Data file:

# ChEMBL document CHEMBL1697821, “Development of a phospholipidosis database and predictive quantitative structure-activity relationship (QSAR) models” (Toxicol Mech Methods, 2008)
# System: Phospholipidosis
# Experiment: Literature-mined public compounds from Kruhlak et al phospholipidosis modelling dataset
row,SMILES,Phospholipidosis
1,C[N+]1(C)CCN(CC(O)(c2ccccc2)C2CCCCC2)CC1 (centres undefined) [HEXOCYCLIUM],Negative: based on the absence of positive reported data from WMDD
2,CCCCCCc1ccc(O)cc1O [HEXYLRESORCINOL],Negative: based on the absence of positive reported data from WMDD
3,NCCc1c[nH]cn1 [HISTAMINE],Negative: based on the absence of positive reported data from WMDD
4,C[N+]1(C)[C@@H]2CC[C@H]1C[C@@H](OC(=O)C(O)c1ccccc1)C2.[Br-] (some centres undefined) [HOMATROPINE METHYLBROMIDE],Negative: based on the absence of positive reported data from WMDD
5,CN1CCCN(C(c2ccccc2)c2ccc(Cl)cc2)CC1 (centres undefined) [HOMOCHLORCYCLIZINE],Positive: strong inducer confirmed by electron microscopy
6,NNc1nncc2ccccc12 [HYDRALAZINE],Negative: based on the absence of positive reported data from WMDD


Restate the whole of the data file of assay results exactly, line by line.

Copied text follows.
# ChEMBL document CHEMBL1697821, “Development of a phospholipidosis database and predictive quantitative structure-activity relationship (QSAR) models” (Toxicol Mech Methods, 2008)
# System: Phospholipidosis
# Experiment: Literature-mined public compounds from Kruhlak et al phospholipidosis modelling dataset
row,SMILES,Phospholipidosis
1,C[N+]1(C)CCN(CC(O)(c2ccccc2)C2CCCCC2)CC1 (centres undefined) [HEXOCYCLIUM],Negative: based on the absence of positive reported data from WMDD
2,CCCCCCc1ccc(O)cc1O [HEXYLRESORCINOL],Negative: based on the absence of positive reported data from WMDD
3,NCCc1c[nH]cn1 [HISTAMINE],Negative: based on the absence of positive reported data from WMDD
4,C[N+]1(C)[C@@H]2CC[C@H]1C[C@@H](OC(=O)C(O)c1ccccc1)C2.[Br-] (some centres undefined) [HOMATROPINE METHYLBROMIDE],Negative: based on the absence of positive reported data from WMDD
5,CN1CCCN(C(c2ccccc2)c2ccc(Cl)cc2)CC1 (centres undefined) [HOMOCHLORCYCLIZINE],Positive: strong inducer confirmed by electron microscopy
6,NNc1nncc2ccccc12 [HYDRALAZINE],Negative: based on the absence of positive reported data from WMDD